As skilled as you are, and no matter what level of expert you’ve reached, there’s no excuse to stop learning. The trends in your field are happening now, and if you aren’t learning how to implement them, you could be missing out on some major opportunities for growth. Have a slice of humble pie, and go meet experts in your field and hear what they have to say.

Just as you offer advice, learn from others who have more experience than you. Once you get back to the office, you’ll be armed with more knowledge and ideas than when you left. It’s a matter of imitating when necessary and adapting to the marketing trends that will work with your business model.

Seek out mentors, build alliances.

networkingThe best part about networking is collaborating with people in your field who have the skills to drive your business forward. Building relationships in which both parties are able to help one another is the ideal. If you find someone who has a skill you’ve been looking to hire for, give them your card. When you return home, send them a follow-up note letting them know you haven’t forgotten them. Stay in touch, because as with prospects, your relationship with a potential partner will die if you don’t make a conscious effort to nurture it.

Forming partnerships with folks who will be strong proponents of what you do can exponentially increase the number of new clients you obtain. What’s more, partners serve as a lead source, providing you with a lower acquisition cost, less time invested in frontend education, and they’re an easier, more committed sale because they already trust the relationship. Still think those connections aren’t worth your time? Last month, our company obtained 50 percent of our new clients from partnerships and referrals.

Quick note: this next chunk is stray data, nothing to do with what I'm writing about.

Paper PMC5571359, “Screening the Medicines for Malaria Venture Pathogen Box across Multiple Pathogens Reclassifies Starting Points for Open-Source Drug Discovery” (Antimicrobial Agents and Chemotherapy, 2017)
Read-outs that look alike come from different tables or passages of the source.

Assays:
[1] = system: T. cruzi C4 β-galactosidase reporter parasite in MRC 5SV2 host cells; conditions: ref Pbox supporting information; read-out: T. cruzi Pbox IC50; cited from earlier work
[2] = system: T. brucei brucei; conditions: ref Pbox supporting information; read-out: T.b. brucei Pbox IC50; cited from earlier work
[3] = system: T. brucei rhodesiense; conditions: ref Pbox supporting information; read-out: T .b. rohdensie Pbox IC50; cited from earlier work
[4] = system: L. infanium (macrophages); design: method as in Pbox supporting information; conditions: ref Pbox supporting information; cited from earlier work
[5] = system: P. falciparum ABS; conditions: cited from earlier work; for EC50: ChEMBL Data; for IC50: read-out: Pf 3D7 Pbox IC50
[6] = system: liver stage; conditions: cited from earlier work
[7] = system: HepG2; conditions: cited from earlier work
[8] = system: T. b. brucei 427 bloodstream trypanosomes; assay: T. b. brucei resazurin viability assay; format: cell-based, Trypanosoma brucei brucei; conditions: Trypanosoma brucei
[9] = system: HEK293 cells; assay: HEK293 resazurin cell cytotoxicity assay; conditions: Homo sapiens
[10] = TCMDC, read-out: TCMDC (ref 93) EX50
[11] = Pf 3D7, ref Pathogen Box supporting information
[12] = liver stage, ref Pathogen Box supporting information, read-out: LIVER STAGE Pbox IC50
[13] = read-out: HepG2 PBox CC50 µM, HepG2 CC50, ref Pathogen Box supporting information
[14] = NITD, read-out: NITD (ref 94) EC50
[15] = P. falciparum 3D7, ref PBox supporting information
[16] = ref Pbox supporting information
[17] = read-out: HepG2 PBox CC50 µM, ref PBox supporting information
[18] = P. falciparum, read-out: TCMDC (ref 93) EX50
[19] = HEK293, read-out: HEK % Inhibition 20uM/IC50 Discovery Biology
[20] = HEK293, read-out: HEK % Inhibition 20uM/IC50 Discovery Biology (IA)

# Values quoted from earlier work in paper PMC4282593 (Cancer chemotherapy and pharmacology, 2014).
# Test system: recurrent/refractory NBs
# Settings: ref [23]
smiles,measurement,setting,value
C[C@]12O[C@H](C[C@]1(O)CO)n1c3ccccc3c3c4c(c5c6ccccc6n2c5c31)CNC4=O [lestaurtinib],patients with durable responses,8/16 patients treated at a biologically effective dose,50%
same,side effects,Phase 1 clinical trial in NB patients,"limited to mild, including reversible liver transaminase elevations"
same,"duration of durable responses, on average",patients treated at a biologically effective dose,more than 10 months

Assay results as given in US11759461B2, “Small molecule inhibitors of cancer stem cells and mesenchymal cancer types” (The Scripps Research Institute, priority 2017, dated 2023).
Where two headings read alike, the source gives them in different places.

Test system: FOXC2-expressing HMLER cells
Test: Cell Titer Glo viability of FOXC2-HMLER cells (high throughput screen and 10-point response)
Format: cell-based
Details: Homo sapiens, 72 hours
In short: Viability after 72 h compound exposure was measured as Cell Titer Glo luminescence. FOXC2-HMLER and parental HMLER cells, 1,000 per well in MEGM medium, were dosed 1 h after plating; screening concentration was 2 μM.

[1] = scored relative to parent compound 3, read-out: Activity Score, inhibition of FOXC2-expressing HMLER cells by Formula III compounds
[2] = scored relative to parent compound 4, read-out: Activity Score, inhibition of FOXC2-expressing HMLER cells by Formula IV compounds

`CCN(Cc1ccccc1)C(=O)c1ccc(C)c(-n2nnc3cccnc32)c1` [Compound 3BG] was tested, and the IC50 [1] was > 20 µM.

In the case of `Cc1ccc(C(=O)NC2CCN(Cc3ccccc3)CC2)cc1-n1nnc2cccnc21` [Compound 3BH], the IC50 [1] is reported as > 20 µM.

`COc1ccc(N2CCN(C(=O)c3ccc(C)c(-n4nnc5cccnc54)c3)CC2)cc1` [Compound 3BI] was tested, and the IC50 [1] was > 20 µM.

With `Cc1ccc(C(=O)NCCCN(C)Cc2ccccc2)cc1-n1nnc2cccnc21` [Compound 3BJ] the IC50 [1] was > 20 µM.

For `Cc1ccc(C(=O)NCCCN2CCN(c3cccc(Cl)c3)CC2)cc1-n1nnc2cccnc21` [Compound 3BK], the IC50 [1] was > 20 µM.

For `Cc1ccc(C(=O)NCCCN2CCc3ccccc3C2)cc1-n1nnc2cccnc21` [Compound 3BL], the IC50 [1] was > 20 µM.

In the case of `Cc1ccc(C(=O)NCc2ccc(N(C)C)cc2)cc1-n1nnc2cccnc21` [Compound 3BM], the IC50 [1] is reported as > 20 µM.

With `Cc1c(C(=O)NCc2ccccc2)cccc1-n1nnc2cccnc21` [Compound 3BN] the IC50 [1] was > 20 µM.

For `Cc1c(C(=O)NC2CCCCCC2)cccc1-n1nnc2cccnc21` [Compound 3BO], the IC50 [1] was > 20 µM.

Create new content.

events contentAs you can see, you’ll be able to cover a lot of networking bases by attending events, but one of the most efficient things you can do with your time at a conference or tradeshow is use your experience at the event as fodder for unique new content.

Bring your camera and a designated media person to film your speeches for future blogs, or to put together a photo series to share on social media. The story you create from your event — the people you meet, what you learn, etc. — can be used in your next newsletter cover. People love to see where you’ve been and what you’ve been up to, so post your story wherever it will get the attention of your fans and future fans.

Not sure if events are really your thing? Afraid you’ll mess up? Aren’t sure of the benefits? Whatever your reasons for not attending events, it helps to first think about the consequences of NOT stepping out of your comfort zone. It’s like Baby from “Dirty Dancing” deciding to just lay low all summer. She’d have never met Johnny or learned to mambo. She’d have been put in that corner for good.

Networking at events and stepping out of your comfort zone can get you the referrals you need. Did you know that the lifetime value of a referred customer is 16 percent higher than it is for a non-referred customer? Not only that, the Journal of Marketing estimates that a referred customer spends 13.2 percent more than their non-referred counterparts. In other words, you can’t afford to not meet these people.